A Supreme Court blow to anti-death penalty icon Mumia Abu-Jamal
The Supreme Court on Tuesday reversed an appeals court ruling that would have given Mumia Abu-Jamal a chance to avoid the dealth penalty. Some opponents of capital punishment have championed Abu-Jamal's case.
Mumia Abu-Jamal, whose death sentence for killing a Philadelphia police officer in 1981 has become an international cause célèbre for opponents of capital punishment, has suffered a significant setback at the US Supreme Court.Skip to next paragraph
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In a summary order issued on Tuesday, the high court reversed a 2008 federal appeals court ruling that had required a new sentencing hearing for Mr. Abu-Jamal.
The Supreme Court action sends the case back to the Third US Circuit Court of Appeals in Philadelphia to reconsider the issue in light of a similar decision handed down last week by the high court. In that case, with similar facts, the justices voted 9 to 0 to reverse an order that struck down the death sentence.
Tuesday’s action by the Supreme Court likely moves Abu-Jamal significantly closer to execution.
Abu-Jamal’s writings about his legal plight have attracted widespread attention among human rights activists and capital punishment opponents in the US and Europe. He has maintained that the police coerced witnesses to testify against him and that racial prejudice and discrimination played a role in his death sentence.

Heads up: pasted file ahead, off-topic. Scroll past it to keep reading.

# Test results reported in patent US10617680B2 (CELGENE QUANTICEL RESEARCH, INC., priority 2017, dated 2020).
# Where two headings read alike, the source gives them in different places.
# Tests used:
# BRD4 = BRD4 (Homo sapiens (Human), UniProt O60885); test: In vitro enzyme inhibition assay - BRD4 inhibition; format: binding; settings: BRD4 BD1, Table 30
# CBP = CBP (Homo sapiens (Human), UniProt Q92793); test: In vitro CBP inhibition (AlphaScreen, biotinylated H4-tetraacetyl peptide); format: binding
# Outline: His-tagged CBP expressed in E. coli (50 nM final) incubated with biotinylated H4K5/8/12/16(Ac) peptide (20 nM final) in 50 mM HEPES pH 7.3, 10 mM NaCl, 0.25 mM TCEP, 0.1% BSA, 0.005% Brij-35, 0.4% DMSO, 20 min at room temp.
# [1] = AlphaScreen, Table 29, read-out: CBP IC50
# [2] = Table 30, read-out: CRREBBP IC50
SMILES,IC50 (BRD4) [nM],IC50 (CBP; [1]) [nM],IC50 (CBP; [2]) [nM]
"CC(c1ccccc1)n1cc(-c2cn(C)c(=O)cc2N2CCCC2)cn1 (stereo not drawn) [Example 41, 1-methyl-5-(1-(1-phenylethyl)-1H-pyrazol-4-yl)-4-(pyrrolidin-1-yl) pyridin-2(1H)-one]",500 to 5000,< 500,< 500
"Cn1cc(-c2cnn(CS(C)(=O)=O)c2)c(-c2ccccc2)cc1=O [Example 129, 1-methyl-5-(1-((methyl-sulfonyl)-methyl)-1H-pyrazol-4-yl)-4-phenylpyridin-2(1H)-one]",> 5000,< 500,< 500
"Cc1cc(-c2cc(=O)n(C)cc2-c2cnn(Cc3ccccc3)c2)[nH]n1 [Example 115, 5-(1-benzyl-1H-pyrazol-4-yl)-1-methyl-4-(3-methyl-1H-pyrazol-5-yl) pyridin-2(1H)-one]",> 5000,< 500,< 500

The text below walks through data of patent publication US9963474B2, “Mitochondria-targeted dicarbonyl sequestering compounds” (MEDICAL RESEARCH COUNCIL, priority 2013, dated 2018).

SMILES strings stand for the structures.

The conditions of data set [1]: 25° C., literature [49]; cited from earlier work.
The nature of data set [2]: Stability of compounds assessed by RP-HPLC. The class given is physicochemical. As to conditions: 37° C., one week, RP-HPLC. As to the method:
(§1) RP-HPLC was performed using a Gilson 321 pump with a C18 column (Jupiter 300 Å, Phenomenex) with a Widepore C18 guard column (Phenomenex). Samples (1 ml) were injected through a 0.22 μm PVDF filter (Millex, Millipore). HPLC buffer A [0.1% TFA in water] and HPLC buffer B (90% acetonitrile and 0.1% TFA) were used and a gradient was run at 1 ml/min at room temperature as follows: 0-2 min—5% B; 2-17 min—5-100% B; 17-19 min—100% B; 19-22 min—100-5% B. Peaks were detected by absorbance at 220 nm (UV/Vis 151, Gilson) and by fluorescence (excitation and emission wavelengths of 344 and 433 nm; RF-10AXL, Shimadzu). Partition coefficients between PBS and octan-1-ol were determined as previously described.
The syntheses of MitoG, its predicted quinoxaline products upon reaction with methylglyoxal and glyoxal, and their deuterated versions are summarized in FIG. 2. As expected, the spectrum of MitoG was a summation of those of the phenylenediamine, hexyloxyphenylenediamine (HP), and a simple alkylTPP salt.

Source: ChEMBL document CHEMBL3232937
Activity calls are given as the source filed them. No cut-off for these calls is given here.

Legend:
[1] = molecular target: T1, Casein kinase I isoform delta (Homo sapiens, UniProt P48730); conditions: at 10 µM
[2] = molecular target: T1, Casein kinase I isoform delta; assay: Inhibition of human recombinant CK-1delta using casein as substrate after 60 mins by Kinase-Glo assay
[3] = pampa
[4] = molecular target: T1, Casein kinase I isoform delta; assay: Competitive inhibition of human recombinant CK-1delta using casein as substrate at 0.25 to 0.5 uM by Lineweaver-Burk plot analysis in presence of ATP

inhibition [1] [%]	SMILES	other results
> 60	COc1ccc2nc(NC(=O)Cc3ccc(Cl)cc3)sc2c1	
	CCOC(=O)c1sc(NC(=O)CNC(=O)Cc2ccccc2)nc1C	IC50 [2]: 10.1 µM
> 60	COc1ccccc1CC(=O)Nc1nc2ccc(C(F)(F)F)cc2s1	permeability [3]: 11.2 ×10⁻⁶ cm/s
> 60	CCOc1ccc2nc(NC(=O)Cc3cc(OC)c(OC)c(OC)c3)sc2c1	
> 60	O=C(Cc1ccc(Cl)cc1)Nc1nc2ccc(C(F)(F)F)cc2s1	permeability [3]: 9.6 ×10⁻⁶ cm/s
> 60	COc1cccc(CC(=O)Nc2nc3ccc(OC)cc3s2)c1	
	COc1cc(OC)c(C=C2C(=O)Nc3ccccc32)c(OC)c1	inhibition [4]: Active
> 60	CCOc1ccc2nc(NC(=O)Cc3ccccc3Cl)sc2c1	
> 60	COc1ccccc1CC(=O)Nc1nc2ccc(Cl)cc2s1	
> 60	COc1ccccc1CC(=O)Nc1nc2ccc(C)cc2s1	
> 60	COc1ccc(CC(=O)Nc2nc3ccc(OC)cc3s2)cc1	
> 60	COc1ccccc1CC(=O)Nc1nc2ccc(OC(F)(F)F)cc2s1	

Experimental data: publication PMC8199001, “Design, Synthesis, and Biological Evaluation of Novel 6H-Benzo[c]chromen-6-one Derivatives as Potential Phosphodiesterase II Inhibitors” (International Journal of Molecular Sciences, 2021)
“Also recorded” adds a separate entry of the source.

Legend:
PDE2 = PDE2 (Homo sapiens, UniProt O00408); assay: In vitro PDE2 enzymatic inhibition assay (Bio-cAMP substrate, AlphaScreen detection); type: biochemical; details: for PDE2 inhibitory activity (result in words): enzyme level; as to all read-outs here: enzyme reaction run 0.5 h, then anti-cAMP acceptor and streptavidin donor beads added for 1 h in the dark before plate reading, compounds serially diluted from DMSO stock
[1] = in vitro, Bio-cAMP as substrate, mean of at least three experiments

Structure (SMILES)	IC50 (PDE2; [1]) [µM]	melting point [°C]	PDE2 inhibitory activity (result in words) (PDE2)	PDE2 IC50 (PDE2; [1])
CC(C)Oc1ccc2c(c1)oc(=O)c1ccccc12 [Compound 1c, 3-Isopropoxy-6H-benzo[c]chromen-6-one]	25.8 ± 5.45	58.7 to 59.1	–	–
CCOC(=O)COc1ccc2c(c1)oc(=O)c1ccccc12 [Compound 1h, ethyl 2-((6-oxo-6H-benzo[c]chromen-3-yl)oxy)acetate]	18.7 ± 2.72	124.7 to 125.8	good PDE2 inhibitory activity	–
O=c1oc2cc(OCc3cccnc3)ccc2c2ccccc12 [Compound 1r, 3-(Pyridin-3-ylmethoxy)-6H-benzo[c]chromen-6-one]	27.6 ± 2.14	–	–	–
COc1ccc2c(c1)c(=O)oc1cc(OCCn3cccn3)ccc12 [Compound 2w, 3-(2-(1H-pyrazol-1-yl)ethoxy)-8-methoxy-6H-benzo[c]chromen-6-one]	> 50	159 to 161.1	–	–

This week, supporters began circulating a petition to President Obama and Attorney General Eric Holder calling for an investigation into the “long history of civil rights and constitutional violations in this case.”
The case against Abu-Jamal
The case stems from a December 1981 traffic stop in which Philadelphia police officer Daniel Faulkner pulled over a car driven by Abu-Jamal’s brother, William Cook. Abu-Jamal was a passenger in the car. A struggle broke out between Mr. Cook and Officer Faulkner.
According to witnesses, as the struggle continued Abu-Jamal ran back toward the car from a parking lot across the street and shot Faulkner in the back. The officer fell to the ground and returned fire, striking Abu-Jamal in the chest. Abu-Jamal then allegedly walked toward the officer, stood over him, and fired four more shots at close range. One shot struck Faulkner between the eyes.
He was convicted and sentenced to death. The jury found one aggravating factor – killing a police officer who was acting in the line of duty. The jury considered one mitigating factor, Abu-Jamal’s lack of a significant criminal record.
It is the sentencing phase of the trial that was under consideration in the appeal to the Supreme Court.